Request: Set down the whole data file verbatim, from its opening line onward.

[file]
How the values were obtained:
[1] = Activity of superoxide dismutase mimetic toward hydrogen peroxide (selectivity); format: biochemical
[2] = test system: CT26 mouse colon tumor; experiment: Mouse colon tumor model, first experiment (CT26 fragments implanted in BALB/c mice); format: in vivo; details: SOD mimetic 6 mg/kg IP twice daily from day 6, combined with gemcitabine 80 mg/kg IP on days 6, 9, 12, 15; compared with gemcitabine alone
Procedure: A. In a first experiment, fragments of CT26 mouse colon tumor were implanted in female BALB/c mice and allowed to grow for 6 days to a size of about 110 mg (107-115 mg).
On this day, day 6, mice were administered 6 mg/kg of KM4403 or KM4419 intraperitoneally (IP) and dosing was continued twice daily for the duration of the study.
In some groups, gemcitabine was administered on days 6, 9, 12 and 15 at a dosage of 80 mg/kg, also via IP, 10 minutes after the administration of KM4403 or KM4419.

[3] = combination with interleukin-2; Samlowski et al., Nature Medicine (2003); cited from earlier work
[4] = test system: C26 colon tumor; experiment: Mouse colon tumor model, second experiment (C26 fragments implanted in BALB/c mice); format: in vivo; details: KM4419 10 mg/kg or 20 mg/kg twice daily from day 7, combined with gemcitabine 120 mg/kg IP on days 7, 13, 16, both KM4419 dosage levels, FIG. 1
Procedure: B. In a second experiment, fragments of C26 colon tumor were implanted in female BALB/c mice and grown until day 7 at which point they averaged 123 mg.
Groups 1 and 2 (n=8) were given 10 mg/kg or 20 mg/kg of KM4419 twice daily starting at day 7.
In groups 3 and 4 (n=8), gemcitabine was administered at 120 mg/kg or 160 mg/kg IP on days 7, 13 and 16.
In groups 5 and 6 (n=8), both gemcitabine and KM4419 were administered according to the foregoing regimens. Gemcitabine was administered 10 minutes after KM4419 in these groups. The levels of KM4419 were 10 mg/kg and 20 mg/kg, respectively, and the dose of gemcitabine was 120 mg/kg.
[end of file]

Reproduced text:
How the values were obtained:
[1] = Activity of superoxide dismutase mimetic toward hydrogen peroxide (selectivity); format: biochemical
[2] = test system: CT26 mouse colon tumor; experiment: Mouse colon tumor model, first experiment (CT26 fragments implanted in BALB/c mice); format: in vivo; details: SOD mimetic 6 mg/kg IP twice daily from day 6, combined with gemcitabine 80 mg/kg IP on days 6, 9, 12, 15; compared with gemcitabine alone
Procedure: A. In a first experiment, fragments of CT26 mouse colon tumor were implanted in female BALB/c mice and allowed to grow for 6 days to a size of about 110 mg (107-115 mg).
On this day, day 6, mice were administered 6 mg/kg of KM4403 or KM4419 intraperitoneally (IP) and dosing was continued twice daily for the duration of the study.
In some groups, gemcitabine was administered on days 6, 9, 12 and 15 at a dosage of 80 mg/kg, also via IP, 10 minutes after the administration of KM4403 or KM4419.

[3] = combination with interleukin-2; Samlowski et al., Nature Medicine (2003); cited from earlier work
[4] = test system: C26 colon tumor; experiment: Mouse colon tumor model, second experiment (C26 fragments implanted in BALB/c mice); format: in vivo; details: KM4419 10 mg/kg or 20 mg/kg twice daily from day 7, combined with gemcitabine 120 mg/kg IP on days 7, 13, 16, both KM4419 dosage levels, FIG. 1
Procedure: B. In a second experiment, fragments of C26 colon tumor were implanted in female BALB/c mice and grown until day 7 at which point they averaged 123 mg.
Groups 1 and 2 (n=8) were given 10 mg/kg or 20 mg/kg of KM4419 twice daily starting at day 7.
In groups 3 and 4 (n=8), gemcitabine was administered at 120 mg/kg or 160 mg/kg IP on days 7, 13 and 16.
In groups 5 and 6 (n=8), both gemcitabine and KM4419 were administered according to the foregoing regimens. Gemcitabine was administered 10 minutes after KM4419 in these groups. The levels of KM4419 were 10 mg/kg and 20 mg/kg, respectively, and the dose of gemcitabine was 120 mg/kg.